Leaders of the Tri-Valley's Jewish communities are preparing for this year's Rosh Hashanah celebrations, with events planned throughout the region.
This Sunday marks not just the start of a new year in the Jewish tradition, but the start of a new seven-year cycle.
"In the Jewish community, this year is known as the year of Hakhel ... a year of gathering and year of unity," said Rabbi Raleigh Resnick of Chabad of the Tri-Valley. "There's a seven-year cycle in Jewish years; this year that we're just finishing is the next seven years."
In addition to the significance of this year's Rosh Hashanah as the beginning of a new cycle, Resnick noted that this year's celebration -- with pandemic restrictions mostly lifted -- is particularly momentous.
"That's really so special and so important, and it's a time to wish each other blessings, goodness and happiness, and it's a year of new opportunity and joy and we wish it for ourselves, for our community, and for all of mankind," Resnick said.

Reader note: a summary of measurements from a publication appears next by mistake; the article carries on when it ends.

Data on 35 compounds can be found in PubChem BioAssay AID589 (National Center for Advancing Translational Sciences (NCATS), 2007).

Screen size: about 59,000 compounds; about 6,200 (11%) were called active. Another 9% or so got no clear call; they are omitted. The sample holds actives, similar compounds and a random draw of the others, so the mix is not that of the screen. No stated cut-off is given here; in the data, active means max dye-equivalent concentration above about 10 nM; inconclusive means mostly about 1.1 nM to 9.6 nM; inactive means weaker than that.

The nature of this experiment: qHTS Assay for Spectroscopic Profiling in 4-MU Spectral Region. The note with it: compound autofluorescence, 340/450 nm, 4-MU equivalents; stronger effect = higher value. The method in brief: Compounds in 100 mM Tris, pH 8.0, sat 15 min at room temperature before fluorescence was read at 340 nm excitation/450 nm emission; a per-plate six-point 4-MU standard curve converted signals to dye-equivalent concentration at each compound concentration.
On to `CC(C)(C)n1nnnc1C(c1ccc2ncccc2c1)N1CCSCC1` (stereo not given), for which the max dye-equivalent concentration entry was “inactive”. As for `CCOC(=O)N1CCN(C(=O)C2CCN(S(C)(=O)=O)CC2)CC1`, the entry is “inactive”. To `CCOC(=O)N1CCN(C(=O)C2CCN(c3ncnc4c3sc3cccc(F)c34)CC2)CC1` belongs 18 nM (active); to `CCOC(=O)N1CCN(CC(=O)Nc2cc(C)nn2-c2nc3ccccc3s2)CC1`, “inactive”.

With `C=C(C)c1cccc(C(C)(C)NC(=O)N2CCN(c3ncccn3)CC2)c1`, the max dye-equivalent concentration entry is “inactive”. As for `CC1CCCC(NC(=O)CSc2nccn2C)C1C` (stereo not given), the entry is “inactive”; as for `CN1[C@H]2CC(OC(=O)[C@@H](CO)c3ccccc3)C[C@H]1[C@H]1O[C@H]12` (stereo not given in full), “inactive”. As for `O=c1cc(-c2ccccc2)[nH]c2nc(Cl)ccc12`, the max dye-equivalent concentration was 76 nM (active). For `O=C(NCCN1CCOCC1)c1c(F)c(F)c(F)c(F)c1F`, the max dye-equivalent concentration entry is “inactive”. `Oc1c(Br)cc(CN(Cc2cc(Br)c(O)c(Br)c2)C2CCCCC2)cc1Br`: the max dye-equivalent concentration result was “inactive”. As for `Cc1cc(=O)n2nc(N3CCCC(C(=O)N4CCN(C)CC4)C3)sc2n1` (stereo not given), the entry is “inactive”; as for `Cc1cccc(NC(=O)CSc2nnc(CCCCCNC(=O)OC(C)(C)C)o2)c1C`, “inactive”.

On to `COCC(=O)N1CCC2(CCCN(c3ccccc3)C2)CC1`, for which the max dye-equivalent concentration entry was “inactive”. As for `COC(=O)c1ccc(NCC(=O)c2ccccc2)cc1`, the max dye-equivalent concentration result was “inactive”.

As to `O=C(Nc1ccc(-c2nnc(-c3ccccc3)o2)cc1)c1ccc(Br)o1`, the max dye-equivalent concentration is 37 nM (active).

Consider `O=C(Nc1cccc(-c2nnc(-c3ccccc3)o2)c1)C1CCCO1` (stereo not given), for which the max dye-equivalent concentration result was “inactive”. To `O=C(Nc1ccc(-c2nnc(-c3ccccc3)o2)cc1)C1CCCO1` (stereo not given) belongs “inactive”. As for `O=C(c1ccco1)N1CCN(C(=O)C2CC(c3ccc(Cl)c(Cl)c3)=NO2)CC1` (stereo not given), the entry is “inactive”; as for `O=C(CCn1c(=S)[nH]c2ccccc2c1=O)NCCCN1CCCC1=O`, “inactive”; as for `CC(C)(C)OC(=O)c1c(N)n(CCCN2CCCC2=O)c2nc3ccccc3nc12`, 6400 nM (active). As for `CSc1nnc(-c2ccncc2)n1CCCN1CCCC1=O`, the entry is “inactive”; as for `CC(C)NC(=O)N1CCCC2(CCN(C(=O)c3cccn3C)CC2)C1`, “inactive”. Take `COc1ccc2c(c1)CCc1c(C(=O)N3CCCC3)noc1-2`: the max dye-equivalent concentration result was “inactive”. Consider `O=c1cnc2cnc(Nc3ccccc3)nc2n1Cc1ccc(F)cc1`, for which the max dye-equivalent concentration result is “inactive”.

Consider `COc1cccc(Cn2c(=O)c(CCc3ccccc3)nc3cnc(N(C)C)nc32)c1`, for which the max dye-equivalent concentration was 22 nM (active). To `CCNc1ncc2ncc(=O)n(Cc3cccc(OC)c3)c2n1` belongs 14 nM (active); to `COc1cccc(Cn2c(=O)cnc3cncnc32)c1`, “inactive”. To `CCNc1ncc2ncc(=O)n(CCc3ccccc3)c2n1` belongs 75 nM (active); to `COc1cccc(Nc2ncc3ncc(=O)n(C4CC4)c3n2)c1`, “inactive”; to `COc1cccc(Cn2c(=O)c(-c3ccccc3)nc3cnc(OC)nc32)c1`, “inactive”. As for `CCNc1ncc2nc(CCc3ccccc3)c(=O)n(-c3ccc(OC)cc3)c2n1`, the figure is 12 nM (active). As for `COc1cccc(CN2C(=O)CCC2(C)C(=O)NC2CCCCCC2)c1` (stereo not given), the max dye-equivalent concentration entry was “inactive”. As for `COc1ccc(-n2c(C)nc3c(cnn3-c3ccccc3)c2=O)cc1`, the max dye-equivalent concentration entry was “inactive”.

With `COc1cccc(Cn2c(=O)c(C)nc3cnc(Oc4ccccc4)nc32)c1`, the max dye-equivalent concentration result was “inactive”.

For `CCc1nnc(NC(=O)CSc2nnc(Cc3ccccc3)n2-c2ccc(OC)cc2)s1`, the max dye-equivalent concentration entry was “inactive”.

Rabbi Dr. Laurence Elis Milder of Congregation Beth Emek in Pleasanton also pointed to the challenges of the past two years for the Jewish community and world at large.
"The past two years have tested our mettle," Milder said. "Between COVID restrictions and rising antisemitism, we have been challenged in ways that few of us could imagine."
Milder also emphasized the importance of this year's Rosh Hashanah as a symbol of the value of community amidst difficult times.
"This year, our High Holy Days find us with a deeper commitment to community," Milder said. "We recognize, more than ever, how the synagogue helps us strengthen one another through hard times."
In addition to celebrations through Chabad of the Tri-Valley and Congregation Beth Emek in Pleasanton, Tri-Valley Cultural Jews will host a secular humanistic celebration of the holiday in Livermore.
The Livermore event will kick off at 3:30 p.m. this Sunday with a walk ahead of a one-hour outdoor ceremony, with complimentary snacks consisting of challah, honey, and apples.
Resnick noted that the tradition of sweet foods for Rosh Hashanah is highly symbolic.
"Everything there is sweet," Resnick said. "We don't have anything sharp or bitter or tangy. We want to start the year with sweetness and goodness."
Chabad of the Tri-Valley's menu for Sunday also reflects this, with a dinner scheduled at 7:15 p.m., following a 6:45 p.m. Rosh Hashanah service.
Congregation Beth Emek will observe the day with both in-person and online services Sunday evening, as well as daytime service on Monday and Tuesday.
The three-day holiday continues on Monday and Tuesday, with Yom Kippur marking the end of the Jewish High Holiday season on the evening of Oct. 4.